When an evil ruler in consort with priests of erroneous teachings tries to destroy the correct teaching and do away with a man of wisdom, those with the heart of a lion king are sure to attain Buddhahood. Like Nichiren, for example. I say this not out of arrogance, but because I am deeply committed to the correct teaching.[5]

Through this letter, Nichiren shows his followers how to carry out Buddhist practice in the Latter Day and stand up with the same resolve that he upheld.

The statement “Like Nichiren, for example” not only reveals Nichiren’s life state during intense persecutions but also serves as a call to his disciples to carry on this same spirit.

Sensei elaborates:

His words, “Like Nichiren, for example,” represent a passionate cry to his disciples. We can imagine him calling out to the depths of their being: “Just as I defeated all devilish forces, you, too, must summon the heart of a lion king and win over all negative forces. Fight with the same spirit as Nichiren! Fight alongside me, and with the same resolve!” He was waiting for dedicated disciples to stand up with the same spirit and commitment that he had.[6]

Summon the Heart of a Lion King

What does the Daishonin mean when he calls on his disciples to summon the “heart of a lion king”?

Mr. Harada shared that the lion’s roar of which he speaks is the mentor and disciple chanting daimoku in unison as they propagate the Mystic Law.

As the Daishonin says:

The Record of the Orally Transmitted Teachings says: The lion’s roar (shishi ku) is the preaching of the Buddha. The preaching of the Law means the preaching of the Lotus Sutra, or the preaching of Nam-myoho-renge-kyo in particular.

The first shi of the word shishi, or “lion” [which means “teacher”], is the Wonderful Law that is passed on by the teacher. The second shi [which means “child”] is the Wonderful Law as it is received by the disciples. The “roar” is the sound of the teacher and the disciples chanting in unison.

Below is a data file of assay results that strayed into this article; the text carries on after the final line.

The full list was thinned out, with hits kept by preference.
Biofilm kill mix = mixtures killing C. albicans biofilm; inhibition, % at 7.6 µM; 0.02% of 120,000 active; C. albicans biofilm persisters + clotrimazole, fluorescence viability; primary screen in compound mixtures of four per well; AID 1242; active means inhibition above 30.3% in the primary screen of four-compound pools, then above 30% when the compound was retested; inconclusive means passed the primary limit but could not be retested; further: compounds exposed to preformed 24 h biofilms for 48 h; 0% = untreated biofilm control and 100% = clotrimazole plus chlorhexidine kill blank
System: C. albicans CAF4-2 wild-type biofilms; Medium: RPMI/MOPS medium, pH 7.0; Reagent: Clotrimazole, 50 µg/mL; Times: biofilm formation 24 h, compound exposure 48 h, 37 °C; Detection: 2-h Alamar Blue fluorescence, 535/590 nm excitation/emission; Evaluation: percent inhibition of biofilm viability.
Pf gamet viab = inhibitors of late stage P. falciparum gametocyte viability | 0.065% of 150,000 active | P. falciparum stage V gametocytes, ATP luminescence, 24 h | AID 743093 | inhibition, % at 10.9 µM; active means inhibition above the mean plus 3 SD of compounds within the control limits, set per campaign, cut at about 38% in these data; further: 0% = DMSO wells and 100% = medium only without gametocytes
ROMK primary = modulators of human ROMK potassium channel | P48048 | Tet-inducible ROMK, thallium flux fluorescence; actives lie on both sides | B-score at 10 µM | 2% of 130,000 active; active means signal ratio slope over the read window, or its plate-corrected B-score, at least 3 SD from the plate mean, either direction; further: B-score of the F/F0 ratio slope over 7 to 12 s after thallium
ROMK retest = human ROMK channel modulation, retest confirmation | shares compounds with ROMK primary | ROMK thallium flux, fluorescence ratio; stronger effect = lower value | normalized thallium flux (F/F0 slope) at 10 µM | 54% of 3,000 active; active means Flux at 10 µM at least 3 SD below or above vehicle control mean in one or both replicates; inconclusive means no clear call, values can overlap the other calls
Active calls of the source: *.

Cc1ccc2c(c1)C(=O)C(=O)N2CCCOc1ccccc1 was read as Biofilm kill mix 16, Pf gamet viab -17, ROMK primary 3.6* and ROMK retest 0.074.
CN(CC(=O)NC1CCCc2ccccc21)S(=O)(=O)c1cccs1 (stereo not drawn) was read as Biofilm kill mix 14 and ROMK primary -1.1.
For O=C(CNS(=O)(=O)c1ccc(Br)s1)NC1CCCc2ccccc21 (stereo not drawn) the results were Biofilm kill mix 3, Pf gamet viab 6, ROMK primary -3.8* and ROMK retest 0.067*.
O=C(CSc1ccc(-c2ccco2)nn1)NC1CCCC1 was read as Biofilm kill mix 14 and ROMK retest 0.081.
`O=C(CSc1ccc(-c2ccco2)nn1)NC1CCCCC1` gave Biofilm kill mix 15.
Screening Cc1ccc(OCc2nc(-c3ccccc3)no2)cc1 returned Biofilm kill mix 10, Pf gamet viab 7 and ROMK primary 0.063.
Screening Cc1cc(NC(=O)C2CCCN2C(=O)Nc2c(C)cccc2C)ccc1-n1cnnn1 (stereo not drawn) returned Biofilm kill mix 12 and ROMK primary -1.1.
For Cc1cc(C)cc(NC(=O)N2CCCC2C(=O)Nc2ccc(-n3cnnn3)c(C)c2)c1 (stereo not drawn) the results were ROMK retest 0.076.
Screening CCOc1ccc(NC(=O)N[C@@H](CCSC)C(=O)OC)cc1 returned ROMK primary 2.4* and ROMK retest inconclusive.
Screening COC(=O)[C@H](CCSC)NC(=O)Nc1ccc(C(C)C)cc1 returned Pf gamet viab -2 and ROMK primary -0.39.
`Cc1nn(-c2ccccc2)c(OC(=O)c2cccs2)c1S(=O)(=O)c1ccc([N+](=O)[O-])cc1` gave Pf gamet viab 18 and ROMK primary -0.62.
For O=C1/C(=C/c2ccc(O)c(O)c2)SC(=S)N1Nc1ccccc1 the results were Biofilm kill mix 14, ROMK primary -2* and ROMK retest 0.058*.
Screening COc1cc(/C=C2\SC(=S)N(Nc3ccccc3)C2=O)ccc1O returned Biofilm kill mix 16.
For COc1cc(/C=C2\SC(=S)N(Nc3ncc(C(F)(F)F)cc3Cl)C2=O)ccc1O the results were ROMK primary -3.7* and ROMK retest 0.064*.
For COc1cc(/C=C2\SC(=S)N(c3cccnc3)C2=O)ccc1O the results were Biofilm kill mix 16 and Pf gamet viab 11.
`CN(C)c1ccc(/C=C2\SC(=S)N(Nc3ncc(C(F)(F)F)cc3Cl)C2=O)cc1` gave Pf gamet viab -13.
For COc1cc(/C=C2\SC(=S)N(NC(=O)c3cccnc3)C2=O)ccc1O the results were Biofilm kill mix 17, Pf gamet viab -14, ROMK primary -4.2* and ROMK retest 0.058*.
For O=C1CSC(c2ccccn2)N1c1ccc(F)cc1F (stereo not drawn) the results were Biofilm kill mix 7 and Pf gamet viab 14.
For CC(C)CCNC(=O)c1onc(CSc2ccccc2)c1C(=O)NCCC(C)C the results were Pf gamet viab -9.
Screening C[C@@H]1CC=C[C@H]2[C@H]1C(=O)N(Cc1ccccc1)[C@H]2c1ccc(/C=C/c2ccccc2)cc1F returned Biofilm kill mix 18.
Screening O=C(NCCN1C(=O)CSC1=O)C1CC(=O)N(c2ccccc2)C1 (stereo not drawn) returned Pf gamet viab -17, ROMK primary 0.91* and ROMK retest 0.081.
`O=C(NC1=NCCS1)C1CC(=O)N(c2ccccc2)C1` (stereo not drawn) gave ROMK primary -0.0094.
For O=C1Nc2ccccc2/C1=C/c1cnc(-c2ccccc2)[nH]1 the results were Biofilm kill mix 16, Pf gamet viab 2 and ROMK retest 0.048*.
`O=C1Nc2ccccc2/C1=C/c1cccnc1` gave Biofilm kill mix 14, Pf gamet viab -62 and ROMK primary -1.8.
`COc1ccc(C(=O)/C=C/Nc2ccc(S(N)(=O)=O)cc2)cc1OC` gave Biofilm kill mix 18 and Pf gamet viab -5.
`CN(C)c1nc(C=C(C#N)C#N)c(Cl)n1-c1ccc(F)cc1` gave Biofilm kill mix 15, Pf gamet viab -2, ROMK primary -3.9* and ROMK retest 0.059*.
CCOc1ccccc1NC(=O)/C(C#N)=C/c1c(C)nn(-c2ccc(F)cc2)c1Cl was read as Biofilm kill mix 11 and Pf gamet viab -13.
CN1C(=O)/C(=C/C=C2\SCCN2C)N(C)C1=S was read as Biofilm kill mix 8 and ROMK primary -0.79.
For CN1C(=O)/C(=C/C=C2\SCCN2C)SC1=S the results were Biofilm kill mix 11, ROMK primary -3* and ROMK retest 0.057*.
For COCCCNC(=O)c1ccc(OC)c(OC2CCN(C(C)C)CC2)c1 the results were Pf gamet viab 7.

The verb sa, “to make” or “to roar,” should here be understood to mean to initiate or to put forth. It refers to the initiating of Nam-myoho-renge-kyo in the Latter Day of the Law.[7]

In his lecture, Sensei says the following regarding this point:

The wish of the lion king—the Buddha—as taught in Nichiren Buddhism is to triumph over every manner of devilish function and enable all people to realize happiness through the great lion’s roar that has the power to move everything in a positive direction. 

The Daishonin teaches us here that the essence of this lion’s roar is the shared struggle of mentor and disciple.  …

Kosen-rufu is a spiritual struggle to fundamentally vanquish the destructive impulses that reside in the depths of people’s lives and cause them unhappiness. That is why forces hostile and resentful toward the Soka Gakkai, which holds high the banner of the Mystic Law, have attacked us in every conceivable way, attempting to destroy our movement. But, linked by the bonds of mentor and disciple, we have always triumphed by speaking out together for what is right.

The great united lion’s roar of mentor and disciple allows us to vanquish fundamental ignorance and powerfully draw forth the fundamental nature of enlightenment, or Dharma nature.[8]